One thing I’ve learned from the LessWrong/CFAR/SlateStarCodex rationalist crowd is the power of sketching something out with rough numbers. Indeed, there is a whole blog called Put A Number On It! in this space.
I’ve recently felt a divide appear between myself and my friends relating to increased ability with strategic thinking and increased future timelines, and I think sketching out rough numbers when making decisions has helped to precipitate this.
An example is my partner wants to switch career. He achieved a temporary job in an office, doing something other than what he normally does in offices. This is providing him short-term relief from his crap old job. But his real short-to-medium term goal is to labour on building sites for slightly more money. The office job is full-time under the normal tax system, which means higher taxes and lower pay but paid holidays and sickness days. While the labouring job would be self-employed, meaning higher paid and lower taxes but unpaid sickness or holiday and potential gaps in work contracts.
One day he told me that the labouring job would pay less per day than we initially thought, but had the “potential” to increase to the amount that we assumed initially.
I immediately grabbed a scrap of paper and ran some numbers.
- yearly salary in office job – minus nothing for 4 weeks holiday and 1 week sick. Calculate total.
- potential yearly salary on labouring job minus 4 weeks holiday and 1 week sick. Calculate total.
The difference between taxes is harder to do in a simple way so I decided that any reduction in tax when labouring would probably be offset by the loss created by a gap between contracts, where you’re off work but don’t want to be.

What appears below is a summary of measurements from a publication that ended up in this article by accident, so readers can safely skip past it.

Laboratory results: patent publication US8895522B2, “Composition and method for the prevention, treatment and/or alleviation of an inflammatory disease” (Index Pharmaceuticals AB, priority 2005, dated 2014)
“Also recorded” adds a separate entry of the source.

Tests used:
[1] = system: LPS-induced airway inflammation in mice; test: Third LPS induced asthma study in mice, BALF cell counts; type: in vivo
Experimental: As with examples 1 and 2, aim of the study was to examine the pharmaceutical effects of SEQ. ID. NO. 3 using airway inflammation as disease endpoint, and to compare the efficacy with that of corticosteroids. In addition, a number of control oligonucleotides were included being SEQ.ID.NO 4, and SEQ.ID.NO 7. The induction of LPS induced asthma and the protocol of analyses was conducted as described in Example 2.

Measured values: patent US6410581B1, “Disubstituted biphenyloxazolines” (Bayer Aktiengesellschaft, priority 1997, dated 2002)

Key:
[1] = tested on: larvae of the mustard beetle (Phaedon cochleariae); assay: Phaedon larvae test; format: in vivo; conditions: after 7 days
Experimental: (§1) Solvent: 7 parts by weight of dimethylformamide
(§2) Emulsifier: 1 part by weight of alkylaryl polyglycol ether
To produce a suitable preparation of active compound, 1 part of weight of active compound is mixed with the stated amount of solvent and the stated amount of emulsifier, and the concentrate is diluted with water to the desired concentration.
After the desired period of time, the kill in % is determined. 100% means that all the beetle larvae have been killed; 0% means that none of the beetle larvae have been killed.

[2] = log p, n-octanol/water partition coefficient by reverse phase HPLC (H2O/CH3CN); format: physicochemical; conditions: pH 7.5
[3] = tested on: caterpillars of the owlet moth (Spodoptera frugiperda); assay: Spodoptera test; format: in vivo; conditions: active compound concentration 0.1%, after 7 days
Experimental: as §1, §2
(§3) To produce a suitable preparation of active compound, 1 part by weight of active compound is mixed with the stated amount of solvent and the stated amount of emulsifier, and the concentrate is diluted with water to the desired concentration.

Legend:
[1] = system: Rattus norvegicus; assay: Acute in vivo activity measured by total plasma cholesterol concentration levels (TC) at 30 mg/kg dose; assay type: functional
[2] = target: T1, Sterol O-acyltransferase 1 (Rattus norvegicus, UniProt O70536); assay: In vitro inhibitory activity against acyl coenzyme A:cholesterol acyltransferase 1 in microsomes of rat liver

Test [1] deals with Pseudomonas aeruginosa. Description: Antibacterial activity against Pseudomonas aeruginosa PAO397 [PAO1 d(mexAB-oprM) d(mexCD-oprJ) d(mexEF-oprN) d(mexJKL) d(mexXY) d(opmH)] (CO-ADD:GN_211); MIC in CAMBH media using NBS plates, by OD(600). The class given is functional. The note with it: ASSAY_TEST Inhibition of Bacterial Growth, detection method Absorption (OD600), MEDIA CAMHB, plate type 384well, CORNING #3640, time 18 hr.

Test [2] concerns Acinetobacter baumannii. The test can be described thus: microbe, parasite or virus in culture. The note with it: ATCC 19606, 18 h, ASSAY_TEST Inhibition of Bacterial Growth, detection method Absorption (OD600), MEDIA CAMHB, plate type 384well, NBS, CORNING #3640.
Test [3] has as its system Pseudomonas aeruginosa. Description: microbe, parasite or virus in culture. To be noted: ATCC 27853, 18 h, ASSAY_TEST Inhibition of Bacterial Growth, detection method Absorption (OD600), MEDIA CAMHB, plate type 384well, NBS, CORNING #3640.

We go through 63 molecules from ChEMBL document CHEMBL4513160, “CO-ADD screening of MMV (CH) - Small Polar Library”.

I did quick check of how many working days there are per year (220) to get the daily rate into a yearly one. I then decided to check on a local job website for the yearly salary of an inexperienced office worker vs. an office worker in the same job with more experience – because we needed to check the “potential” figures as well for that job and we already knew the “beginner” and “experienced” numbers for the labouring job.
I then ran the same calculations as above.
The whole process took precisely 4 minutes with a pen and paper and one internet search.
The numbers came out very strongly in favour of the office job, both now and in the “potential” future. Which was a surprise.
This little exploration of the options available quickly using easy numbers that were already known was an automatic reflex on my part, it showed a very stark difference between the two options, and covered a time span of 1-6 years. It was incredibly simple and incredible clarifying.
And did not occur to my partner in the slightest.
In the rationalisty space, there are of course more complex extensions of this method that can involve probabilities, ratios, or deducing an unknown number from known ones (e.g. how much would I have to earn/save to make this plan viable?) however just the basic write-it-all-down premise is extremely powerful on its own.
So, this is short post to remind / tell everyone: put a number on it!